It has become increasingly clear that technology is a critical component of the client-agency relationship. As marketing technology forms the foundation for developing consumer insights, campaign planning and execution, and measurement, it’s part of the fabric of how agencies deliver work product and engage with clients. Companies that rely on their agencies are by extension reliant on their agency’s technology capabilities.

Forrester believes that technology will be a major arbiter of agency success. Understanding an agency’s technology strategy and capabilities must be a major consideration in any agency selection process. This involves much more than just checking off a list of marketing cloud certifications or adtech partners. Buyers must look for an agency technology strategy that complements their needs along several dimensions: consistency with existing technology investments; approach to commercial versus bespoke tech development; breadth of technology coverage; and services and support capabilities.

To support this alignment of priorities, Jay Pattisall and I have collaborated to publish “Reprogram The CMO/Agency Technology Relationship” to understand the technology strategies of 10 top agency holding companies: Dentsu, Havas Group, IBM iX, IPG, Material+, Omnicom Group, Publicis Groupe, S4Capital, The Stagwell Group, and WPP.

Our research examines how each agency group enables technology across four delivery models:

  1. Assemble. Agnostic technology delivery that prioritizes customization and flexibility.
  2. Build. Bleeding-edge technology delivery via extensive R&D and proprietary offerings.
  3. Consult. Advisory-oriented delivery to support clients’ own tech efforts.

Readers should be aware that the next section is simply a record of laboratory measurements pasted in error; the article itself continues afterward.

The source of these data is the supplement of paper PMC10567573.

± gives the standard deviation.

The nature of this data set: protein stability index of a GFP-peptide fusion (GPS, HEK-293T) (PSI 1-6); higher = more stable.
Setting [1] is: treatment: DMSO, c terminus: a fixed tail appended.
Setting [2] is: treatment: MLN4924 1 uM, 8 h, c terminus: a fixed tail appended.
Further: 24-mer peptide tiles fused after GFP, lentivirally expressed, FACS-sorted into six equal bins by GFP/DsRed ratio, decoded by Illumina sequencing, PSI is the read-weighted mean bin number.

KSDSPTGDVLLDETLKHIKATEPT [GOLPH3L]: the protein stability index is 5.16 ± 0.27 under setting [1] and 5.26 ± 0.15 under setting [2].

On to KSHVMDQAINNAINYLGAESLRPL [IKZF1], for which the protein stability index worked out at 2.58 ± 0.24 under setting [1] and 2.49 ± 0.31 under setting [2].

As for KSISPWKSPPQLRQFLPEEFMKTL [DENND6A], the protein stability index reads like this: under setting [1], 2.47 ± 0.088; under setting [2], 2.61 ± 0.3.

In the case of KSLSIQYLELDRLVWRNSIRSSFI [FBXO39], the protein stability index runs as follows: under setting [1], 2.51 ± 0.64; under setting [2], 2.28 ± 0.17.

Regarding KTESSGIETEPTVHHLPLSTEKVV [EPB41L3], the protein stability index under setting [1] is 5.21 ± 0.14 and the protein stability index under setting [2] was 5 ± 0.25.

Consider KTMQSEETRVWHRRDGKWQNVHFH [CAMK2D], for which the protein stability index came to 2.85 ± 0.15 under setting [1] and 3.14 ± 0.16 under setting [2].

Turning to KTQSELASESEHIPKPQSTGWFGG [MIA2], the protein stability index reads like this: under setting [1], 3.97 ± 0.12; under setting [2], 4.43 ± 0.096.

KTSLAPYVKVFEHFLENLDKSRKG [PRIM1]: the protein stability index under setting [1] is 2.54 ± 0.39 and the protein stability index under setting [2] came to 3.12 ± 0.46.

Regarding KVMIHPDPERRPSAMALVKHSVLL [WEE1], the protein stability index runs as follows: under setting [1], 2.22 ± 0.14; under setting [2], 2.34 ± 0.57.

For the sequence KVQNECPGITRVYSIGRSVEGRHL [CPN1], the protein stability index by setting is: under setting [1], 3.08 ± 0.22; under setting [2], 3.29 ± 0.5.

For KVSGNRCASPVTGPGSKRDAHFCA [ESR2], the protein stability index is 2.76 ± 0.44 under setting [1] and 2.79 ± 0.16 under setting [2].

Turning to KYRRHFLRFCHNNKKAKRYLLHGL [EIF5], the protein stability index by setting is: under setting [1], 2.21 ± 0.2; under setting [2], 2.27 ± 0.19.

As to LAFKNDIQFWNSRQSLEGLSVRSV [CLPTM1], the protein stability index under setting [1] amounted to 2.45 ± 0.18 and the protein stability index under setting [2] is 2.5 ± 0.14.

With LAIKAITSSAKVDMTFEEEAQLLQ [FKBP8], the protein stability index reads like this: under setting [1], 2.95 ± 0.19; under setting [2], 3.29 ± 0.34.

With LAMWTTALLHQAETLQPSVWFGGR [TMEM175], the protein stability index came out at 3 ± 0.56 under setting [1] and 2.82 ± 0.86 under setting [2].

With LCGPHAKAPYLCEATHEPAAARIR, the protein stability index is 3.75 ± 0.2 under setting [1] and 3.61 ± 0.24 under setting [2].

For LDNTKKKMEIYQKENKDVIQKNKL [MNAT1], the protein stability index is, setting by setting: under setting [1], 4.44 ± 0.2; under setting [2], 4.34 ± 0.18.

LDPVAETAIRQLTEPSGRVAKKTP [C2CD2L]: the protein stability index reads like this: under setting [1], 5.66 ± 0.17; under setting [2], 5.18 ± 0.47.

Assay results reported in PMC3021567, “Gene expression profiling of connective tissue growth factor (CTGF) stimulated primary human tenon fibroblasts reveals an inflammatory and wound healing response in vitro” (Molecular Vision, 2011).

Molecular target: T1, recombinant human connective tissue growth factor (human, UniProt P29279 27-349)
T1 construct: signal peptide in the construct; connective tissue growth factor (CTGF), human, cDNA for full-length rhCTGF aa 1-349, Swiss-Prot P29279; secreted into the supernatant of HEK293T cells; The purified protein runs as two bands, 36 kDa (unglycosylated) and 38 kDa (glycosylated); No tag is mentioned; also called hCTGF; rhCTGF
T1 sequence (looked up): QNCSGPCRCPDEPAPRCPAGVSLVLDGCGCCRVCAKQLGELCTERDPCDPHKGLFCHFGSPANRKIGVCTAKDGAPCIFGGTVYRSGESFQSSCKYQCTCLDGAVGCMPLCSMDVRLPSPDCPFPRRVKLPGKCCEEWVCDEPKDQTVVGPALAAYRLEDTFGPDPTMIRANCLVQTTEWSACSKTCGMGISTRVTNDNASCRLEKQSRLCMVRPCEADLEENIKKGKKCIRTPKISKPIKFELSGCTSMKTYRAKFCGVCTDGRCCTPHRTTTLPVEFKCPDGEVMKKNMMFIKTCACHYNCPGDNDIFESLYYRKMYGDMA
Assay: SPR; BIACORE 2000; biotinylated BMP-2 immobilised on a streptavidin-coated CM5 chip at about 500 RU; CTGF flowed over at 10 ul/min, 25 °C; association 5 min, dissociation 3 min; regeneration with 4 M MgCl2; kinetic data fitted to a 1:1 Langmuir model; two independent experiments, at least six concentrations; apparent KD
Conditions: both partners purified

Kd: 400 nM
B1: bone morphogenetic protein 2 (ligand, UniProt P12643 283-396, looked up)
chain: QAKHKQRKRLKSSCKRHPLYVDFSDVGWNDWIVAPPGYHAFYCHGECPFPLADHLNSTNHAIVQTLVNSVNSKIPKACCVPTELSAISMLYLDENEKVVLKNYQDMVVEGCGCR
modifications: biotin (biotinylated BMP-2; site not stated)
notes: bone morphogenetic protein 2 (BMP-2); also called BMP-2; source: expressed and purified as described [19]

4. Partner. Tech delivery via partners to maximize breadth and depth of tech options.

The size of the agency holding companies, breadth of client requirements, and complexity of modern marketing dictate that each of the four technology delivery models are not mutually exclusive and that each agency embodies elements of all four models. This research identifies where each agency falls on the spectrum of models and details their capabilities and strengths for each one.

It’s fascinating to note that for all their breadth and market power, the agency holding companies are extremely diverse, and each balances the four technology delivery models uniquely to meet CMO technology requirements for collaboration, implementation, customization, and innovation.

Our full report offers a blueprint for companies to articulate their own technology needs, map their priorities to the delivery models, and set the stage for successful agency selection in the context of complex and evolving technology requirements. Please let us know how the research worked for you, and to learn more about our research findings and agency-selection best practices, request an inquiry with Jay Pattisall or myself.